Skip to main content
Climate Action

CO₂ emission performance standards for cars and vans

Passenger cars and light commercial vehicles (vans) are respectively responsible for around 16% and 3% of total EU emissions of carbon dioxide (CO2), the main greenhouse gas driving climate change.

To help reduce emissions, the EU has a Regulation that sets CO2 emission performance standards for new passenger cars and vans (Regulation (EU) 2019/631).

With stricter CO2 emission targets in place since 2020, the average CO2 emissions from all new passenger cars registered in Europe fell by 27% between 2019 and 2022, while the average emissions from new vans dropped by 10%. The main driver of this decrease in emissions is the surge in zero-emission vehicles, which respectively amounted to 13.4% and 6% of the 2022 EU (and Norway and Iceland) new car and van fleet.

On 19 April 2023, the European Parliament and the Council amended the Regulation  to strengthen the CO2 emission performance standards for new passenger cars and vans, and bring them in line with the EU’s ambition to reach climate neutrality by 2050. This amendment strengthened the emission targets applying from 2030 and set a 100% emission reduction target for both cars and vans from 2035 onwards.


The amended Regulation (EU) 2019/631 will:

  • contribute to reaching at least 55% net greenhouse gas emission reductions by 2030 compared to 1990 as well as achieving climate neutrality by 2050, in line with the European Climate Law;
  • provide benefits to EU citizens and vehicle users as a result of the wider deployment of clean and affordable zero-emission vehicles,
  • spur innovation in zero-emission technologies, strengthening the EU’s technological leadership of the automotive value chain and stimulating employment in the EU.

Target levels

Below are the EU fleet-wide CO2 emission targets set in the Regulation:

2020 to 2024

  • Cars: 95 g CO2/km
  • Vans: 147 g CO2/km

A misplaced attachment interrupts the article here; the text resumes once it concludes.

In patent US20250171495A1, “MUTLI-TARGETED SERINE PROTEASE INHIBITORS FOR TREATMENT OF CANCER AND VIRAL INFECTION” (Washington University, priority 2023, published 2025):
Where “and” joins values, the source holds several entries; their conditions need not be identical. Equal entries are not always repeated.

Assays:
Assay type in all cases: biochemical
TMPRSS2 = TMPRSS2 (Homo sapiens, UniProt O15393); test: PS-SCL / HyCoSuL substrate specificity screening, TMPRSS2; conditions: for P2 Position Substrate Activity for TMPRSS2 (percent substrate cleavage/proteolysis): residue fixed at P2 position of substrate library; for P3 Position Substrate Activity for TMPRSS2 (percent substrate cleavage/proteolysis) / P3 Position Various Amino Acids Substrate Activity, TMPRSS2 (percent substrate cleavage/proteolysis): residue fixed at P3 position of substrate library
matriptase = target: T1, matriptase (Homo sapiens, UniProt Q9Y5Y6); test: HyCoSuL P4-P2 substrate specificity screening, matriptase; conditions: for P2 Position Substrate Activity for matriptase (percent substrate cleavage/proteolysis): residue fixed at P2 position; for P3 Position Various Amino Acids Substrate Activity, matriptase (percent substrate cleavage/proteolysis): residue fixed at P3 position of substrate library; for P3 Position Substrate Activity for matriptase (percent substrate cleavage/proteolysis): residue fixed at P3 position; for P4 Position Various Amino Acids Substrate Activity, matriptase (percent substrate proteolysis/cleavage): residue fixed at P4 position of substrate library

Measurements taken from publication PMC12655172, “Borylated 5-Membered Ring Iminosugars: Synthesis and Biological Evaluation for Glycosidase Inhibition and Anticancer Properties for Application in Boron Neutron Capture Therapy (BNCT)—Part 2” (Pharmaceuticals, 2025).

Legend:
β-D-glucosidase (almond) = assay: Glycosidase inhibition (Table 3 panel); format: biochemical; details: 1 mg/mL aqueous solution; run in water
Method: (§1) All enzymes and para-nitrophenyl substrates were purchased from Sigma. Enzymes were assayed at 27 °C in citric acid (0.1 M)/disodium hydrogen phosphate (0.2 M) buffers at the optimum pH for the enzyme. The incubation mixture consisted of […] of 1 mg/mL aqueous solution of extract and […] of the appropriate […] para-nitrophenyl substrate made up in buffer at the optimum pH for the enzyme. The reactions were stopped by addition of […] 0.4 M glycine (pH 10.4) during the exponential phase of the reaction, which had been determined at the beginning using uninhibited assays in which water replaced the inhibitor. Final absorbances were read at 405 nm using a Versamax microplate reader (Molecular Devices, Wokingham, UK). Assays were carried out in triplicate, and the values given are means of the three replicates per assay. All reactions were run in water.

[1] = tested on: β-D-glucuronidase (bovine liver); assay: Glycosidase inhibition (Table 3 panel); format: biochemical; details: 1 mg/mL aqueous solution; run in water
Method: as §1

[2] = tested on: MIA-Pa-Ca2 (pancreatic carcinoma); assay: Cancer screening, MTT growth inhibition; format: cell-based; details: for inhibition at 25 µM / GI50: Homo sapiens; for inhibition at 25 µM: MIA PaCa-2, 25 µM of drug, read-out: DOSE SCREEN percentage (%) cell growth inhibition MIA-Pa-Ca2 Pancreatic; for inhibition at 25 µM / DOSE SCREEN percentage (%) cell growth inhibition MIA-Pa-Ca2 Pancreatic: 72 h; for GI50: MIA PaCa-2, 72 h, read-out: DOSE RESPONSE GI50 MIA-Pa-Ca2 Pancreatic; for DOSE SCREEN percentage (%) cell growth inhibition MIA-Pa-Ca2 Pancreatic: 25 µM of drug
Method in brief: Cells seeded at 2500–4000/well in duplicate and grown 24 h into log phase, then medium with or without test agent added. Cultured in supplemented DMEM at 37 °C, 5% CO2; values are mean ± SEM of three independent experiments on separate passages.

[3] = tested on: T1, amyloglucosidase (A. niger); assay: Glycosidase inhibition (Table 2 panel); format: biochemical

These target levels refer to the NEDC emission test procedure.

2025 to 2034

The targets that will apply from 2025 onwards are based on the WLTP (Worldwide harmonized Light vehicles Test Procedure) and were set out in Commission Implementing Decision (EU) 2023/1623:

  • Cars:  93,6 g CO2/km (2025-2029) and 49,5 g CO2/km (2030-2034)
  • Vans: 153,9 g CO2/km (2025-2029) and 90,6 g CO2/km (2030-2034)

From 2035 onwards, the EU fleet-wide CO2 emission target for both cars and vans is 0 g CO2/km, corresponding to a 100% reduction.

The annual specific emission targets of each manufacturer are based on these EU fleet-wide targets, taking into account the average mass of its registered new vehicles. Since 2021, those specific emission targets are based on the WLTP.

The manufacturer targets for the years 2021-2024 are calculated in accordance with point 4 of Annex I (parts A and B) to Regulation (EU) 2019/631, using the values set out in Annex II to Commission Implementing Decision (EU) 2022/2087.

The manufacturer targets from 2025 onwards are calculated in accordance with point 6 of Annex I (parts A and B) to Regulation (EU) 2019/631, using the values set out in Annex II to Commission Implementing Decision (EU) 2023/1623.

Incentive mechanism for zero- and low-emission vehicles (ZLEV)

From 2025 to 2029, a ZLEV crediting system will apply both for car and van manufacturers. The system will alleviate a manufacturer’s specific emission target if its share of new ZLEV (vehicles with emissions between 0 and 50 g CO2/km) registered in a given year exceeds the following benchmarks:

  • Cars: 25% ZLEV
  • Vans: 17% ZLEV

A one percentage point exceedance of the ZLEV benchmark will increase the manufacturer’s CO2 target (in g CO2/km) by one percent. The alleviation of the emission target will be capped at maximum 5% to safeguard the environmental integrity of the Regulation.